To: All School Districts
From: James N. Baldwin, Senior Deputy Commissioner
Date: November 17, 2022
Re: Use of Native American Mascots
The State Education Department (SED) wishes to ensure school districts’ knowledge of a recent legal decision and their concomitant need to ensure that district mascots, team names, and logos are non-discriminatory.
SED has consistently opposed the use of Native American mascots. In 2001, former Commissioner of Education Richard P. Mills issued a memorandum “conclud[ing] that the use of Native American symbols or depictions as mascots can become a barrier to building a safe and nurturing school community and improving academic achievement for all students.” Commissioner Mills recognized that, while a role for local discretion existed, “there is a state interest in providing a safe and supportive learning environment for every child.” He asked boards of education “to end the use of Native American mascots as soon as practical.”
Many school districts have heeded Commissioner Mills’ directive and retired their mascots. Most recently, the Waterloo and Lyme Central School Districts retired their mascots. SED commends the efforts of these districts.
Other school districts have not complied. Among them, until recently, was the Cambridge Central School District. After extensive study in 2020 and 2021, Cambridge voted to retire its “Indians” team name, logo, and mascot in June 2021. It hastily reversed itself in July 2021 upon the election of a new board member. Community members challenged this action in an appeal to the Commissioner of Education under Education Law § 310.
In Appeal of McMillan, et al.,1 the Commissioner held that: (1) Cambridge “offered no meaningful explanation as to why [it] no longer found the information it had previously cited persuasive”; and (2) Cambridge’s retention of the “Indians” logo “inhibit[ed] the creation of a safe and supportive environment for all students.” On the latter point, the Commissioner noted that:
• A 2020 literature review on studies of Native American mascots by Laurel R. Davis-Delano, et al. concluded that each study reviewed “demonstrate[d] either direct negative effects on Native Americans or that these mascots activate[d], reflect[ed], and/or reinforce[d] stereotyping and prejudice among non-Native persons.”
• The New York Association of School Psychologists (NYASP) concluded that “research studies have consistently shown that the use of mascots and Indigenous symbols and imagery have a negative impact on not only Indigenous [students], but all students …”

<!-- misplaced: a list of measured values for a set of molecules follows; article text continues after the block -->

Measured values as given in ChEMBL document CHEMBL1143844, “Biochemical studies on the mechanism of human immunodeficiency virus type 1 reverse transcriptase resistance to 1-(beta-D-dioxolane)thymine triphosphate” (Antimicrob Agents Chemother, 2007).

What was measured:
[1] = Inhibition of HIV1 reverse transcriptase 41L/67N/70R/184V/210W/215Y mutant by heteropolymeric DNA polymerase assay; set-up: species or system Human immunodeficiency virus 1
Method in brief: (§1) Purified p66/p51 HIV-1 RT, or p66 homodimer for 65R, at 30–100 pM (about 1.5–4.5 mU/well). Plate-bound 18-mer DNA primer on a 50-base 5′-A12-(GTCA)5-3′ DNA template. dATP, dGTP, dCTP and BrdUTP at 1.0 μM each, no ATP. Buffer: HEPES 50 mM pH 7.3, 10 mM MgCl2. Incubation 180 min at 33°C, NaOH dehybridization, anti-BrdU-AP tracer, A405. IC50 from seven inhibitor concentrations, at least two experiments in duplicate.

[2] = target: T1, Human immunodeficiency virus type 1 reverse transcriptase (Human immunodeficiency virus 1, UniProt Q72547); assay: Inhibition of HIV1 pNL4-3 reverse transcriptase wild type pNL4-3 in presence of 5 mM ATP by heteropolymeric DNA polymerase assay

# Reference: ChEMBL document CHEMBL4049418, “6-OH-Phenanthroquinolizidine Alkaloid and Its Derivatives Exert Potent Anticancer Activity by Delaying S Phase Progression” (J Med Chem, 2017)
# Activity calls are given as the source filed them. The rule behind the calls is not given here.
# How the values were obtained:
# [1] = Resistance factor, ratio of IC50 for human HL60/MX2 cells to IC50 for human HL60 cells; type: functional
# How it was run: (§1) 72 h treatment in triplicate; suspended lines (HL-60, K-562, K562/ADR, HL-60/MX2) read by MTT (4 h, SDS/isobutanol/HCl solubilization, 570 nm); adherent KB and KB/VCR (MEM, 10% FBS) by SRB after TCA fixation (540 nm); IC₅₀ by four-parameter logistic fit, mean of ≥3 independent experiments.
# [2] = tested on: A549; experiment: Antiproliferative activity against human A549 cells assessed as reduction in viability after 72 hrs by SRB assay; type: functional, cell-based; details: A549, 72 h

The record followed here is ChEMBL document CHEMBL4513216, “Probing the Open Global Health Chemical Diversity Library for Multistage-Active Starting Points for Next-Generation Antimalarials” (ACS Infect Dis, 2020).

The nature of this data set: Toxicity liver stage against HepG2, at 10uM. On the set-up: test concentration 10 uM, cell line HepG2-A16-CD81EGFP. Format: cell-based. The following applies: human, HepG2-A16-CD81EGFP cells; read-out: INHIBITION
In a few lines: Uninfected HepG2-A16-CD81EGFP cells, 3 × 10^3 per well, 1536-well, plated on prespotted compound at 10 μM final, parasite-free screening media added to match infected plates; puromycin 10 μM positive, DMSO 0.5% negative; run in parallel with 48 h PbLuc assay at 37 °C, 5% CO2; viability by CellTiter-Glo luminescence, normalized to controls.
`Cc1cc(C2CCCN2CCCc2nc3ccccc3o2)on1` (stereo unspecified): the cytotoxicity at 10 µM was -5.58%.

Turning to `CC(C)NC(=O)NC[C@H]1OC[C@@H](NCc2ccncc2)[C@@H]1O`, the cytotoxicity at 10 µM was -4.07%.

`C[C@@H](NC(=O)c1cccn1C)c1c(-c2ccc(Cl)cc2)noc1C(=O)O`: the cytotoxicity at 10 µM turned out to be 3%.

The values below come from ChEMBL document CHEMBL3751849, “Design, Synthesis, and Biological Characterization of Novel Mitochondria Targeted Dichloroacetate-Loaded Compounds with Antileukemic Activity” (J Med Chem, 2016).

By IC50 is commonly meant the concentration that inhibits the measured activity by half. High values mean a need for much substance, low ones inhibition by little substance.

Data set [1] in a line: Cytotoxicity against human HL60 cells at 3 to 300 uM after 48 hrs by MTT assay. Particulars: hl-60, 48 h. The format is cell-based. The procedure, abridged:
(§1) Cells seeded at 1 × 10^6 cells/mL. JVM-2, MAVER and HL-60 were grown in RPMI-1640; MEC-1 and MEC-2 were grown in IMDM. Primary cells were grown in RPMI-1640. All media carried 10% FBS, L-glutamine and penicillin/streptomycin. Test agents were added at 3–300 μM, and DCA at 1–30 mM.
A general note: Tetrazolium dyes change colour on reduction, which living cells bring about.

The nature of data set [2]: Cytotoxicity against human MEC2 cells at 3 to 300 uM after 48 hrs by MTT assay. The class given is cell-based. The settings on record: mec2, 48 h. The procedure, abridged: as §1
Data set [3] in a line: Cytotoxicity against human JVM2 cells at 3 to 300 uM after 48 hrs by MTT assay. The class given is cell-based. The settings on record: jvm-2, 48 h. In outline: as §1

• The Dignity for All Students Act prohibits “the creation of a hostile environment ... that ... reasonably causes or would reasonably be expected to cause ... emotional harm to a student,” a condition that could be created through the use of Native American mascots.
• The Board of Regents (BOR) has taken affirmative measures, consistent with the Dignity Act, to promote positive learning environments in schools, including its Culturally Responsive-Sustaining Education Framework and policy on Diversity, Equity, and Inclusion.
Cambridge appealed the Commissioner’s decision. Supreme Court (Albany County) affirmed the Commissioner’s determination in its entirety on June 22, 2022. Crucially, the court held that the Commissioner determined correctly that the continued use of the ‘Indians’ nickname and imagery, given the 20 years that have passed since Commissioner Mills’ directive, and given the imperatives of the District’s Diversity Policy, was itself an abuse of discretion ….
Thus, the court’s decision establishes that public school districts are prohibited from utilizing Native American mascots. Arguments that community members support the use of such imagery or that it is “respectful” to Native Americans are no longer tenable.
Those school districts that continue to utilize Native American team names, logos, and/or imagery without current approval from a recognized tribe must immediately come into compliance. Should they require guidance, districts may reach out to those districts that successfully retired their mascots or their local Board of Cooperative Education Services. The Department is developing regulations that will clarify school districts’ obligations in this respect.
Should a district fail to affirmatively commit to replacing its Native American team name, logo, and/or imagery by the end of the 2022-23 school year, it may be in willful violation of the Dignity Act. The penalties for such a violation include the removal of school officers and the withholding of State Aid.2
Schools are learning environments; students learn as much through observation of their surroundings as they do from direct instruction. In addition to their legal obligations, boards of education that continue to utilize Native American mascots must reflect upon the message their choices convey to students, parents, and their communities.